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Thai Rescue workers carry the body of a victim on a stretcher, after a boat capsized off the tourist island of Phuket, Thailand, July 6, 2018. REUTERS/Sooppharoek Teepapan

(reuters_tickers)

BANGKOK (Reuters) - The death toll from the sinking of a tourist boat off Thailand's Phuket island rose to 27 on Friday as rescue efforts continued to locate 29 people still missing.

The Phoenix capsized and sank in rough seas on Thursday with 105 passengers on board, including 93 Chinese tourists and 12 Thai crew and tourist guides.

The Royal Thai Navy said "quite a few bodies" had been found inside the sunken vessel.

The police are investigating the incident, the Phuket Marine Police said, adding the boat was properly registered and was not overloaded at the time of the accident.

It went down about 7-kms (5 miles) from the shore and had sunk to a depth of about 38-40 metres (yards), the Royal Thai Marine Corps said in a statement earlier.

Thailand is in the midst of its monsoon season, which begins in May and usually ends in October and often generates high winds and flash storms in coastal areas.

The Chinese embassy in Bangkok said in a statement that it had requested the Thai government make all-out rescue efforts, and that it had sent a team to Phuket to help.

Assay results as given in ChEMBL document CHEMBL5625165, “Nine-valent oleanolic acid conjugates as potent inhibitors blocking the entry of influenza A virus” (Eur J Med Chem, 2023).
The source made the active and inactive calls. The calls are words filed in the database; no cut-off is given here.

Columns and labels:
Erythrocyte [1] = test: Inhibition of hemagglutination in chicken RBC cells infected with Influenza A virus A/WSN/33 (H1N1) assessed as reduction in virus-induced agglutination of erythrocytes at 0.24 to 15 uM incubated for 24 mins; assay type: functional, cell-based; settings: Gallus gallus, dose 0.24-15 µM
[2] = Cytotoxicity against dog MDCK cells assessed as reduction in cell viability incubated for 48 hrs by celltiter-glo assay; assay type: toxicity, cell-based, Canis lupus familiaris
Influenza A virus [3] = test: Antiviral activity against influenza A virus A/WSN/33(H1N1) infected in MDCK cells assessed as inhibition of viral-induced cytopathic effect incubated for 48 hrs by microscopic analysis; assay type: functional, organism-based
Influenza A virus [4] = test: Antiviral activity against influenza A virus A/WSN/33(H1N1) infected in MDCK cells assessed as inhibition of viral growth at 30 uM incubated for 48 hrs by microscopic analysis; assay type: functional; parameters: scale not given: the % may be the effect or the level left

It added that the Chinese consulate in southern Thailand already had staffers on the scene helping its citizens.

Another boat that was sailing in the same area had also capsized but all 35 tourists, five crew and a guide on board were rescued, the Water Safety Department of the Harbour Department said.

Thailand has poor road and boat safety records. Many tour operators have complained about lax enforcement when it comes to basic safety measures, including seatbelts in cars and lifejackets on boats.

More than 20 people were killed when a tourist boat carrying 150 people capsized in Thailand's ancient city of Ayutthaya in 2016. Officials blamed the accident on overcrowding and reckless piloting.

Chinese tourists make up the biggest number of foreign visitors to Thailand. Their numbers have surged in recent years due to the increasing popularity of Thailand's islands and cosmopolitan.

(This version of the story was refiled to correct headline to drop extraneous letter)

(Reporting by Amy Sawitta Lefevre and Panarat Thepgumpanat: Additional reporting by Gao Liangping and Ben Blanchard in Beijing: Editing by Neil Fullick)

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Reuters